it is not necessarily a word which writers of cultivated taste wei*!
Each case must be determined by itself. When a word has for
some reason caught the public's fancy so that it becomes established
in the language of slang it generally finds its way into the dictionaries.
If a writer of such admittedly good taste as Lowell, for instance, then
uses the word in a serious sense it thereupon ceases to be slang, and
the explanation "slang" or "colloquialism" is dropped out.
*? * ?
Good taste in writing must be obtained by reading what men have
written whose literary taste i? unquestioned. It cannot be acquired
by consulting dictionaries, the makers of which are far more charitable
in accepting newly coined words than are the best writers.
How soon may "stung," the latest slang word that has obtained
any general usage, be expected to find a place in a dictionary? All it
has to do is to STING HARD ENOUGH and it will find a homo
The Responsibility of Citizenship
By JACOB A. RMS (Author of "How the Other Half Lives"),
President Roosevelt's "Ideal Citizen"
CITIZENSHIP that lies down, content to let itself
be robbed, abused, made a byword of, is bad citi
I prefer the company of the man "who does
the robbing and the abusing any day to that of
the fellow who tamely submits to it.
The doctrine of nonresistance does not apply
to civic politics. I am afraid it does not apply to
anything-yet. I wish it did. But I don't see
how you can make things go with it until first you
have hammered the life out of the other fellow.
Good citizenship, now and forever, is Chris
tian citizenship. CHRISTIANITY AND CITI
ZENSHIP TO ME ARE CONVERTIBLE
TERMS. The Christian who is after a place in heaven for himself
merely and is willing to step on his neighbor to climb in, who saves
his soul with the hope of a beautiful mansion in the skies while he
lets his helpless brother wallow in a pigsty here below-I wouldn't
give a cent for his Christianity or for his chances in the other life
By rights he ought to take his turn in thc pigsty, and I think likely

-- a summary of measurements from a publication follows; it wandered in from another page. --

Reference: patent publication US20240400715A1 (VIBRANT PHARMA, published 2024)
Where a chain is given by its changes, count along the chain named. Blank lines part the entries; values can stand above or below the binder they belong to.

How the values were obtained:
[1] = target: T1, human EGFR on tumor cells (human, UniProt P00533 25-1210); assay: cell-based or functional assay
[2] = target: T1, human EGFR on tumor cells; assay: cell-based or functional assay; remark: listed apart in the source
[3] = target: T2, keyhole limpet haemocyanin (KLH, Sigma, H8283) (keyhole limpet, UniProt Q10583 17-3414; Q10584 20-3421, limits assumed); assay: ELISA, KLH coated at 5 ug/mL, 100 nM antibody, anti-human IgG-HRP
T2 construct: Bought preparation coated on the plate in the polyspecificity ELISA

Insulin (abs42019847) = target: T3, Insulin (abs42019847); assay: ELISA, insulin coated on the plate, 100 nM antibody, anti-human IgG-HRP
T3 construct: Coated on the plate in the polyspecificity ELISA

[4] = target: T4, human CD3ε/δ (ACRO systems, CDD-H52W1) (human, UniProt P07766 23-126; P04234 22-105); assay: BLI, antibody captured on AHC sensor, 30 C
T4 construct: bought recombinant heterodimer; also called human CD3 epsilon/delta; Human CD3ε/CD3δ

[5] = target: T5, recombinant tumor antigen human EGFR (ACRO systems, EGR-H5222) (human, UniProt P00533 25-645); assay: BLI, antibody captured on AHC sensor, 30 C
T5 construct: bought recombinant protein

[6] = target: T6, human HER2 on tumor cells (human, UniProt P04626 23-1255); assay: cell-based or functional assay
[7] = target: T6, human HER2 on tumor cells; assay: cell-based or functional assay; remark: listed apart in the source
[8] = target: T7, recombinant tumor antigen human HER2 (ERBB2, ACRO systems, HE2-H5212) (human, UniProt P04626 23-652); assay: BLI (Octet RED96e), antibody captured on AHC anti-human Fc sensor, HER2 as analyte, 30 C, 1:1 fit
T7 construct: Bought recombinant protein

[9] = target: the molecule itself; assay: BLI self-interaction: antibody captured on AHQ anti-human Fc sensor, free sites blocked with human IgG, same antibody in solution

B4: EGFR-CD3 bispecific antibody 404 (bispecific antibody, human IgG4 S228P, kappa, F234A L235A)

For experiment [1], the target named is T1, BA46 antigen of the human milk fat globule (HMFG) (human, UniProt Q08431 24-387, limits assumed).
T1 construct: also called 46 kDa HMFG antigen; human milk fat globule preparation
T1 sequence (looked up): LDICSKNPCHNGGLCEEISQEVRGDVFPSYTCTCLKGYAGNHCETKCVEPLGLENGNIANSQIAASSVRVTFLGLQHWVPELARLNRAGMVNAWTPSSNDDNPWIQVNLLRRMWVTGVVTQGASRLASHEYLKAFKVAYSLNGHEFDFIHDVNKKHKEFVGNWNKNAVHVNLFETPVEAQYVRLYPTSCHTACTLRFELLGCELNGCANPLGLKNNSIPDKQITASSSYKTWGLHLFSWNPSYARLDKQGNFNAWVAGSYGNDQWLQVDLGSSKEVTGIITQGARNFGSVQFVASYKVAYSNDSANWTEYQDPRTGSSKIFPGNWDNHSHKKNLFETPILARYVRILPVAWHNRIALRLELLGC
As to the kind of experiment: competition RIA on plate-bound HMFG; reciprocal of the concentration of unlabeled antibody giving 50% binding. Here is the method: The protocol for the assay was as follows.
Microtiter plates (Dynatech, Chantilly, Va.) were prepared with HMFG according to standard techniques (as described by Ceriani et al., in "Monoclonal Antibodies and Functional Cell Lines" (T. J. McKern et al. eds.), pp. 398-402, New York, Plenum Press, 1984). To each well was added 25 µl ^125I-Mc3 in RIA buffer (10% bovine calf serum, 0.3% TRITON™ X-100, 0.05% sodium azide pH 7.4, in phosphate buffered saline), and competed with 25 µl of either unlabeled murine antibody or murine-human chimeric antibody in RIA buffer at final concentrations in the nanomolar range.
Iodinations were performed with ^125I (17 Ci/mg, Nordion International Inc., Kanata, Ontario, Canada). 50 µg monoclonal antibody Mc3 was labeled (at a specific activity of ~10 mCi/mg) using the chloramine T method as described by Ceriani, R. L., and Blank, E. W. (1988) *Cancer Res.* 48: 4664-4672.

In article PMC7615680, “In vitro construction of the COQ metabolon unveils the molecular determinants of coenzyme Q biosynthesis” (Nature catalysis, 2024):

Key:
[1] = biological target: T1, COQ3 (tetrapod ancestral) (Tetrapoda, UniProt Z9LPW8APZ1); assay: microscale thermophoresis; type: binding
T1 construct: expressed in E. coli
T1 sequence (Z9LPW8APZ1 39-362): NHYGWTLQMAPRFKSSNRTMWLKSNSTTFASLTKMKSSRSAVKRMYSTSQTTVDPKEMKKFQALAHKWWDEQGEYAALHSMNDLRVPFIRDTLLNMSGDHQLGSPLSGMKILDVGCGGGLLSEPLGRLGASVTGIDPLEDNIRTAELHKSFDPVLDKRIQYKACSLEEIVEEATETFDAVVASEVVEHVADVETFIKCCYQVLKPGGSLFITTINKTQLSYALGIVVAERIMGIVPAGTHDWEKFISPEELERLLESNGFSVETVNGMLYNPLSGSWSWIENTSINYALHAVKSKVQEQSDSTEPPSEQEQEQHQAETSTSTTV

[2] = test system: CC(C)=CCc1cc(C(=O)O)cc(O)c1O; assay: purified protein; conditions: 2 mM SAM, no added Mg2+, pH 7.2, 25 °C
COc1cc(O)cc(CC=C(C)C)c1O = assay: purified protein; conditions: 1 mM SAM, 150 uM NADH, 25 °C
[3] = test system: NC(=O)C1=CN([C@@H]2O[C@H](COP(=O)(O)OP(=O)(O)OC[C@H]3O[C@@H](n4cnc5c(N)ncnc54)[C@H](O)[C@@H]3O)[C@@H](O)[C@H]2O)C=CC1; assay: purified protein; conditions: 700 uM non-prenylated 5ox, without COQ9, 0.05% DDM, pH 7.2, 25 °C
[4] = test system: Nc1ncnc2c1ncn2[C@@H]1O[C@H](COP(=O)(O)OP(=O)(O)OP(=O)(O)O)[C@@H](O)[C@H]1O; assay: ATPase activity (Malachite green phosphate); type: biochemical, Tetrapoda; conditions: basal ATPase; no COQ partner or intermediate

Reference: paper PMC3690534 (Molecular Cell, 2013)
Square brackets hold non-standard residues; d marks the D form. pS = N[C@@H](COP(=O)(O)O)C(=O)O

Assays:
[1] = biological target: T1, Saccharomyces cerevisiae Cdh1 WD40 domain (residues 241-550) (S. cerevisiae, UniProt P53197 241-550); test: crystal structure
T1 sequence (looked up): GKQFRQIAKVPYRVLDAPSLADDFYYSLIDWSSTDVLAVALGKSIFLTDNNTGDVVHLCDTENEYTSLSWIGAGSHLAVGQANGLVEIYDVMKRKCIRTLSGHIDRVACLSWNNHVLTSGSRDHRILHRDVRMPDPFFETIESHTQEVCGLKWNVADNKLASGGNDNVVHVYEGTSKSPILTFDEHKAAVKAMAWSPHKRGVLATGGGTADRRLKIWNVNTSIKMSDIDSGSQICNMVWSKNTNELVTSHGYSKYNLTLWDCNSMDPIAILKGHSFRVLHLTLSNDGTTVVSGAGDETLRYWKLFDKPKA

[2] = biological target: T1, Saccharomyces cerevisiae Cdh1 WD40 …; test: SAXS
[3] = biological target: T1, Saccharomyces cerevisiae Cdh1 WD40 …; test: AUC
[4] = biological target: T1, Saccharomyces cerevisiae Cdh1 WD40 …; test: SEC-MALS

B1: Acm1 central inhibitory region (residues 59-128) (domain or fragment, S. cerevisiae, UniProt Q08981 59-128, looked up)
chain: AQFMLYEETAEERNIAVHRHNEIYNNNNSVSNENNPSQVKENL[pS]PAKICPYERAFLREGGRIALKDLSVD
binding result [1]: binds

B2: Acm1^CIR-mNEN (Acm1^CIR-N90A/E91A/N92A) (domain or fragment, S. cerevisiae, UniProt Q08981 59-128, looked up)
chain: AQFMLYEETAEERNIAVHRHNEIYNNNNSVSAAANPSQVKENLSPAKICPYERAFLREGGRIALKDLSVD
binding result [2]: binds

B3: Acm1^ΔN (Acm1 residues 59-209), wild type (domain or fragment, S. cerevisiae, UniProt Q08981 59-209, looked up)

THE AMERICAN WHO THINKS MERELY OF GETTING RICH,
WHO PLANS HOW HE CAN LAY UP RICHES WHILE HIS BROTHER
IN HIS POOR TENEMENT FREEZES AND STARVES AND HIS
DAUGHTERS ARE SOLD INTO* SLAVERY OF PROTECTED VICE, IS
NOT WORTHY OF THE CITIZENSHIP THAT IS THE PRICELESS
BOON OF THE REPUBLIC.
The man who can help and will not, who will leave his poorer
neighbor to the slums and slum politics-that man BETRAYS HIS
COUNTRY as much and as truly as if he deserted its flag in a fight
and went over to the enemy. And the man who dares not go to the
polls and vote according as his conscience, and nothing and nobody
else on earth, dictates, deserts and betrays his brother.
n ever for turnin g out FI]
STEW SUPPLY OF MATE!
us your orders. Satisfaction Guaranteed, OUR, WORD
B LAWLESSNESS THE FRUIT
OF ANARCHISTIC AGITATION
By Governor W. T. DURBIN of Indiana
HE mob spirit is not to be attributed to a sense of
justice rising above the barriers of the law, for" tho
crimes to which it leads are themselves essentially
IT IS NOT A PROTEST AGAINST THE LAW'S IN
ADEQUACY AND THE COURTS' DELAYS, BECAUSE
THOSE WHO JOIN IN COMMITTING MOB MURDER
WOULD THEMSELVES GO SWIFTLY TO THE GAL
LOWS IF EVEN THE PENALTIES PRESCRIBED BY
LAW WERE SPEEDILY VISITED UPON THEM.
The law should indeed be "freed from every ves
tige of technicality and. delay," not as a concession
to elements in our civilization guilty or capable ol'
a resort to riot, but because the loyal and law abid
ing people of this cruntry deserve better protection
against doers of crime, whether operating singly or in groups.
The spirit of turbulence which ruarifests itself in the lawlessness
of the mob is the fruit of agitation essentially anarchistic in its effect,
if not always in its purpoLe. It is the flower and fruitage of the seed